Jane Eyre, Wilkerson, America discussed on Radio Boston

Radio Boston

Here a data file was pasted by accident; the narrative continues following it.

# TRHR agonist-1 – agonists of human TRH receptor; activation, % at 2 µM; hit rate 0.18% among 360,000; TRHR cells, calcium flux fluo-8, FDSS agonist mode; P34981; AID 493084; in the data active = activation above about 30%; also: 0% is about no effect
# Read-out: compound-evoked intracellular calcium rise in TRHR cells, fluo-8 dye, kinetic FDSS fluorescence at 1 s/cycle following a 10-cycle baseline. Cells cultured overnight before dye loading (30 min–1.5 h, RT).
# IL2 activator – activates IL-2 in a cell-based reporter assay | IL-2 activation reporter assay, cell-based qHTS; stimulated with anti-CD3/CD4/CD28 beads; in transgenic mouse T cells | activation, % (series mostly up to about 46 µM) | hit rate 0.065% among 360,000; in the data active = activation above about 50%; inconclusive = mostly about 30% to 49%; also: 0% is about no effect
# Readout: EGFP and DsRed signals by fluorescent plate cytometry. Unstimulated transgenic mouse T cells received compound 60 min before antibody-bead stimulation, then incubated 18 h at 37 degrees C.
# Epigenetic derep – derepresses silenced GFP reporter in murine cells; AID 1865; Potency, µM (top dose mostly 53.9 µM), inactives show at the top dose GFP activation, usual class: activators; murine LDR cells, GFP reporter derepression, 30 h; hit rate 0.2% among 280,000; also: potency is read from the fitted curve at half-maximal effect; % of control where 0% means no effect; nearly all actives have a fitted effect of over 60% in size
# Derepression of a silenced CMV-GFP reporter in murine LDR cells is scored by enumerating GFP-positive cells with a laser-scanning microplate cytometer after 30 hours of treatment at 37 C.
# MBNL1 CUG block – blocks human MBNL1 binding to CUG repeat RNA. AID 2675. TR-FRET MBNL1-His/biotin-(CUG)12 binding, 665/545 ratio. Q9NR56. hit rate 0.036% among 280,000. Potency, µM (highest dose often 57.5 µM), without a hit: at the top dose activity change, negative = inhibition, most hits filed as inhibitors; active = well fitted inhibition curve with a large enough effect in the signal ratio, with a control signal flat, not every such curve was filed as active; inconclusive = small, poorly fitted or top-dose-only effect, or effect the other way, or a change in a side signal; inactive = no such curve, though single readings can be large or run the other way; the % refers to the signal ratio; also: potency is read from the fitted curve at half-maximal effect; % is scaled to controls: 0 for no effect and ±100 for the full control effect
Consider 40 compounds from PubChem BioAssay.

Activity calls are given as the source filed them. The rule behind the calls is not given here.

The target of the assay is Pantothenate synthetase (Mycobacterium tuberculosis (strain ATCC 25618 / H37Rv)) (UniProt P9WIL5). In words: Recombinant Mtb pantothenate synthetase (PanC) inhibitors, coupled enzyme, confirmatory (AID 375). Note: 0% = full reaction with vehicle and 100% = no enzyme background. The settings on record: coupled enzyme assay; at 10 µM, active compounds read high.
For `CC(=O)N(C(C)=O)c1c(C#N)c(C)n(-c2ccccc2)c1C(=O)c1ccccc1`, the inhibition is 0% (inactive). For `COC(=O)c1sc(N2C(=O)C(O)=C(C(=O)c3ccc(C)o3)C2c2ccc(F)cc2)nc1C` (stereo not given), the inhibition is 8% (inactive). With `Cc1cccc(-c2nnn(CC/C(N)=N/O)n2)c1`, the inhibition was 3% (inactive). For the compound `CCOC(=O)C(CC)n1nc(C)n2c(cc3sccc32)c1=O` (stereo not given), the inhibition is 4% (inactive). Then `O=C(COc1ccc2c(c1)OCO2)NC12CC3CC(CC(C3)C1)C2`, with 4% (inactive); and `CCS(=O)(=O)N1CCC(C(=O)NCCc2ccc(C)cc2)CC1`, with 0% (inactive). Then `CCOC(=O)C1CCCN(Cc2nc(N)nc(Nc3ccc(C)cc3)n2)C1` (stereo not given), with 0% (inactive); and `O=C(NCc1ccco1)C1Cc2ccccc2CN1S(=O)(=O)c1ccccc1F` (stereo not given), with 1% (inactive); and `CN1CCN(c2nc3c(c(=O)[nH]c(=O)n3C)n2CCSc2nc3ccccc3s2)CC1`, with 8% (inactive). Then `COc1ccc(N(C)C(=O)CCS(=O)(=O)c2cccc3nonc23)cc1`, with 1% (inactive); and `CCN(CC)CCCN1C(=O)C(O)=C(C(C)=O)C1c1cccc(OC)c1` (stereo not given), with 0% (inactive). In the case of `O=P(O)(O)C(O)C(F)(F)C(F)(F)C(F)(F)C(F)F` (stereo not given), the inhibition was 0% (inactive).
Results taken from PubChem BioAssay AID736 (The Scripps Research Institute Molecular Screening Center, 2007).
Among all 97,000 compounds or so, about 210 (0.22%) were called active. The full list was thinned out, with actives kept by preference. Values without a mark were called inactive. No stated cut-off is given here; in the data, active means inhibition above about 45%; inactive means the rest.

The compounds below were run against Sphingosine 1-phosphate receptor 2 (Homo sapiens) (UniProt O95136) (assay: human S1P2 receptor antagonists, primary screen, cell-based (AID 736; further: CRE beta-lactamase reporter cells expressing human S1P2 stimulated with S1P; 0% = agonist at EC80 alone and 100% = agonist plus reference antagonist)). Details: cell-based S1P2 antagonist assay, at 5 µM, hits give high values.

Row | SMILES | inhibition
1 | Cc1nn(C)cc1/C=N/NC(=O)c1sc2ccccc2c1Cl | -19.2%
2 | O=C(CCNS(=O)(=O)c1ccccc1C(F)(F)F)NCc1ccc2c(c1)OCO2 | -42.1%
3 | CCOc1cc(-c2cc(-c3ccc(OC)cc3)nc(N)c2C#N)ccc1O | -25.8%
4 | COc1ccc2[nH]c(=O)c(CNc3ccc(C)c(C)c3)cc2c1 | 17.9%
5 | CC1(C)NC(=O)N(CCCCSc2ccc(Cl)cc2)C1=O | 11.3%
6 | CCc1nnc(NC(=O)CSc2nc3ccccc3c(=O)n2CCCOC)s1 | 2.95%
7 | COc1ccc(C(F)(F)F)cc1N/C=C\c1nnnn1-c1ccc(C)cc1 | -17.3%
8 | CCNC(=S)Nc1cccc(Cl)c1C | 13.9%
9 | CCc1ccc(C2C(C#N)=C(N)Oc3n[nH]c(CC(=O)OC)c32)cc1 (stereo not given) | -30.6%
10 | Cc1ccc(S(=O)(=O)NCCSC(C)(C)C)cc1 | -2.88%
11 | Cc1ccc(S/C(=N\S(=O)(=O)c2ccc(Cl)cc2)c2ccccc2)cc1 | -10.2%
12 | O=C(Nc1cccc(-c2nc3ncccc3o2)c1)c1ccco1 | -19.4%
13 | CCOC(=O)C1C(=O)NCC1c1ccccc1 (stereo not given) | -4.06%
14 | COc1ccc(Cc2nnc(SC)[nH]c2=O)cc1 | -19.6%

Which of course is? Frightening on so many. Different levels. But that when they call you, a terrorist is just an amazing book really a resilient writer, the other. is they can't close all by Larry who was a terrific young journalist and this book stemmed after Michael Brown was killed. You know yet another young African American man who was murdered on this time, of course, by the police. So those are two books that are high on the list, but maybe weren't as popular as you know between the world in me or how to be an anti-racist, which also, of course, are wonderful wonderful books. I'd love to get your reaction to one that has really stayed with me books about ten years old now. But in this space, it's called the warmth of other suns by Isabel. Wilkerson and it's about the great migration. I think it was published in two thousand ten and tracks a number of families migrating from the south to the north over a forty year period and tells incredible stories of what people left, what people came to how they built their families, and for me was just a deep education in a piece of our history in America that I was just not taught in school at all. I don't I'm sorry. You're familiar with the fact that I got dead silence for both. I'm GonNa have to carry the torch on that one alone. I was having the the the microphone over but no the. Book came out. It was a huge huge seller. That's one bit. In all the bookstore associated with has continue to sell incredibly well, and like you say it was a piece of history that for me I also was unacquainted with and to see that Modern Day migration you say, going south to north and what had to be left behind and what they faced on that journey north. Yes you know just just incredible Wilkerson is just wonderful. Yeah and I would absolutely cosign I think that a lot of times what we're taught in schools about black history is really like all around the civil rights movement and it's like black people don't exist like much before or after nine hundred and sixty five. So it is nice to tell these other stories. So Camille to come back to you because I want to shift into fiction. Now, sometimes would a fiction book can do is give us a chance to escape but also either validate our reality or give us a way to make sense of it or maybe in this case with stories of resilience overcoming role modeling, what it means to truly tough it out you've been talking with us about little women in the past. I know you admired that book are there other fiction books that came to mind for you on this subject? Yeah. There are a couple. The first is an Oldie but a Goodie Jane, Eyre, by Charlotte Bronte Now, if you haven't read this book since you were forced to in high school I, we encourage you to crack it open again. I began my relationship with this book as I think an eighth grader and it has become over the years my favorite book of all time I mean Jane Eyre is kind of Proto feminist novel she describes herself as poor. Obscure..

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